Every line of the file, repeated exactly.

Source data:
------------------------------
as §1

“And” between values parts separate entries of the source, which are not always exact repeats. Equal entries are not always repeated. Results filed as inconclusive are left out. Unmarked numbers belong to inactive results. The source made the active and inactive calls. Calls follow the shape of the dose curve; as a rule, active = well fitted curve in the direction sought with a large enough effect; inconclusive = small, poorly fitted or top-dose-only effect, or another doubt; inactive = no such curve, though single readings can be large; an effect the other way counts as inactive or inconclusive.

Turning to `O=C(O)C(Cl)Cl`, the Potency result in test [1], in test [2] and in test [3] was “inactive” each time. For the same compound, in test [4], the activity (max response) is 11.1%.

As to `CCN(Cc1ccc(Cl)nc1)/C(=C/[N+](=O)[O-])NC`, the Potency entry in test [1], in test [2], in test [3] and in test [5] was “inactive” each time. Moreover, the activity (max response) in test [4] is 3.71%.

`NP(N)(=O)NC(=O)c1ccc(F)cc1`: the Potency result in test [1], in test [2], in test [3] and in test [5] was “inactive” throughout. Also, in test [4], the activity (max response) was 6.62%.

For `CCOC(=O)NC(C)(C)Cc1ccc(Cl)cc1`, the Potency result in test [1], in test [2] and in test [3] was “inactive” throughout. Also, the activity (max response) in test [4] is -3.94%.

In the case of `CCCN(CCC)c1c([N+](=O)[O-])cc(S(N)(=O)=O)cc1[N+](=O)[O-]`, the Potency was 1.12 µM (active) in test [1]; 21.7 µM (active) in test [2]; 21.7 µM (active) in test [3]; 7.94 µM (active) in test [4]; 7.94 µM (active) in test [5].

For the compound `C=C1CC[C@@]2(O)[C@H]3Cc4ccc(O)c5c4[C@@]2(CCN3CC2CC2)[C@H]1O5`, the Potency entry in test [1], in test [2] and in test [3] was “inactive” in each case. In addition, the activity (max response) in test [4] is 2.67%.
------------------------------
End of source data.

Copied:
as §1

“And” between values parts separate entries of the source, which are not always exact repeats. Equal entries are not always repeated. Results filed as inconclusive are left out. Unmarked numbers belong to inactive results. The source made the active and inactive calls. Calls follow the shape of the dose curve; as a rule, active = well fitted curve in the direction sought with a large enough effect; inconclusive = small, poorly fitted or top-dose-only effect, or another doubt; inactive = no such curve, though single readings can be large; an effect the other way counts as inactive or inconclusive.

Turning to `O=C(O)C(Cl)Cl`, the Potency result in test [1], in test [2] and in test [3] was “inactive” each time. For the same compound, in test [4], the activity (max response) is 11.1%.

As to `CCN(Cc1ccc(Cl)nc1)/C(=C/[N+](=O)[O-])NC`, the Potency entry in test [1], in test [2], in test [3] and in test [5] was “inactive” each time. Moreover, the activity (max response) in test [4] is 3.71%.

`NP(N)(=O)NC(=O)c1ccc(F)cc1`: the Potency result in test [1], in test [2], in test [3] and in test [5] was “inactive” throughout. Also, in test [4], the activity (max response) was 6.62%.

For `CCOC(=O)NC(C)(C)Cc1ccc(Cl)cc1`, the Potency result in test [1], in test [2] and in test [3] was “inactive” throughout. Also, the activity (max response) in test [4] is -3.94%.

In the case of `CCCN(CCC)c1c([N+](=O)[O-])cc(S(N)(=O)=O)cc1[N+](=O)[O-]`, the Potency was 1.12 µM (active) in test [1]; 21.7 µM (active) in test [2]; 21.7 µM (active) in test [3]; 7.94 µM (active) in test [4]; 7.94 µM (active) in test [5].

For the compound `C=C1CC[C@@]2(O)[C@H]3Cc4ccc(O)c5c4[C@@]2(CCN3CC2CC2)[C@H]1O5`, the Potency entry in test [1], in test [2] and in test [3] was “inactive” in each case. In addition, the activity (max response) in test [4] is 2.67%.